Both of these sources provide circumstance dice to active or opposed rolls and they can add the proverbial shitload. Modifiers alone provide anywhere from +1d10 to +5d10 and can be mixed together to beef them up even higher, whereas gear typically exists in the +1d10 to +3d10 range. Not only that, but modifiers come with their own chart and each offers its own rules and conditions for use, something that will only complicate Optional Core's rules and increase the word count.

Instead, all modifiers and gear can be grouped into a single circumstance dice category where you can add d10s from either a single modifier (described by the player or Director) or gear (carried and used by the character). Instead of breaking them down individually, all modifiers and gear are simply listed as Average (+1d10), Minor (+2d10) and Major (+3d10) with Average modifiers and gear being the standard type. 

Base Dice (d20s)

Here's the big one and it's bothering me to no end. The purpose of the base dice is to represent the randomness of the world with all the numerous factors and unexpected influences beyond our control, what allows even the most common, untrained individual a chance to succeed despite the odds. Hence why it's applied with d20s - the range of this dice is greater than any other used in the game and it becomes the Director's best friend and worst enemy. Unfortunately, it does complicate matters when you're trying to speed up play in Optional Core because of this range. You're either adding tiny numbers or large ones and that can slow down a player's resolution while they add things in their head or pull out a calculator. Using d20s can be unreliable, particularly when used for difficulty rolls and so I'm trying to find a way to eliminate them from every single dice roll, active and opposed. 

At the same time, that unpredictability is a perfect way to handle various aspects of the system where players and Directors leave things to chance. For example, applying d20s with stunts sounds great at its first pass, but doesn't entirely make sense why a stunt would increase the number of dice rolled for a character. When base dice are used in the Optional System for difficulty rolls, that unpredictability can blow up in the players' faces - two players attempting the same action against the same difficulty can encounter completely different results because of the base die. 

Based on the points I just made, d20s should be eliminated altogether, but I just can't bring myself to do it. For the same reason why Monte Cook couldn't part with this definitive RPG dice, a dice-based game doesn't feel like a dice-based game without the d20. So we're down to the penultimate reason for today's post - what to do with the d20? 

Here are a few ideas I'm considering at the moment. 

Team Dice: Rather than have every individual character include a d20 in their roll, one player on every Team and the Director each roll a d20. This becomes the Team Dice and the total provided can be distributed to any Teammate as the players see fit. For example, if a Team rolls a 12 on their Team Dice, those players can apply part of that result to individual dice rolls until the Team Dice has been used up. One player can take 5 for their roll, another can take 3, and another can use up the remaining 4 points. Another Team Dice cannot be rolled until the start of the next series.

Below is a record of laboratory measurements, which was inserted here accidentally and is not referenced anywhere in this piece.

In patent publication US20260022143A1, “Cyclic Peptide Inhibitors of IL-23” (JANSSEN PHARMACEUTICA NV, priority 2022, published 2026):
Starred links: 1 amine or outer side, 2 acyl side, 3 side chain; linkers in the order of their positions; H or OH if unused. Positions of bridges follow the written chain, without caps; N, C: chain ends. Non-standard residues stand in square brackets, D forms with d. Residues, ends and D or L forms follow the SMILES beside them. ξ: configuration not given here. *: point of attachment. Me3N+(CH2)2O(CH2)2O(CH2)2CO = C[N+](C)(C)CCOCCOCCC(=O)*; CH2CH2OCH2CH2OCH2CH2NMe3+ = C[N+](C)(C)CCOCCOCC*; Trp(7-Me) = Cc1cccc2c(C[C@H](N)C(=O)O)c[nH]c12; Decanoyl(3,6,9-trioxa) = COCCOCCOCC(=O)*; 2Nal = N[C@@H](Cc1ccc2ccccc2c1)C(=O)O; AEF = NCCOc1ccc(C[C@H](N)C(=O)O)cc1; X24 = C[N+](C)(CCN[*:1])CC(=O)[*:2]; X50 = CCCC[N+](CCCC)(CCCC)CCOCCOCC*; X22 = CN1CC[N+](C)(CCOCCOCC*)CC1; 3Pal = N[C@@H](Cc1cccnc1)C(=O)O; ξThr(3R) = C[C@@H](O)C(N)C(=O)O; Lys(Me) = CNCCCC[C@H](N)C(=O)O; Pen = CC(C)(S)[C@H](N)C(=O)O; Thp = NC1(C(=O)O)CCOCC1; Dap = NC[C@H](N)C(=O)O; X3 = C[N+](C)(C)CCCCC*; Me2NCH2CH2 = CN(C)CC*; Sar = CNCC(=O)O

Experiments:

Passing: Similar to the Team Dice concept, Teammates can "pass" their current turn to each other. In the Optional System, passing grants +1d10 to the immediate roll, but it can be converted to +1d20 instead. This can only work for the initial roll, but the improved chance of success allows the player an opportunity gain more hits (success levels) for an improved result. Certain Teams can benefit from improved results, such as a spec ops unit rolling 2d20 and choosing the highest die as their passing bonus due to their enhanced co-operative training. 

Ability Dice: This idea is borrowed from 13th Age's escalation dice and then modified so it looks nothing like it. At the start of every series (or a round in game speak), the Director rolls 1d20 and places it at the centre of the table - it's called the ability die. Player can take turns drawing points from the ability die's result to unlock character-based benefits and special abilities, but the Director gains an equal number of points for her own use. There could be character abilities, bonus hits, unlock extra features in a scene, increase the number of opponents, and anything else written into the game to challenge the players. Once these ability points are used up, everyone has to wait until the next series. 

I really love the idea of ability dice for the new d20 group, but something about it feels out of place for this game. However, it's an effective way for every Optional Core adventure to include its own quirks and traits, keeping every game and character fresh and original. Plus it provides a tactical portion to the game that encourages co-operation, another essential element of the Optional System I want to carry on in Optional Core. 

This is where you come in, good reader. What do you think about these suggestions for streamlining dice pools in Optional Core? Any other suggestions are always welcome and strongly encouraged.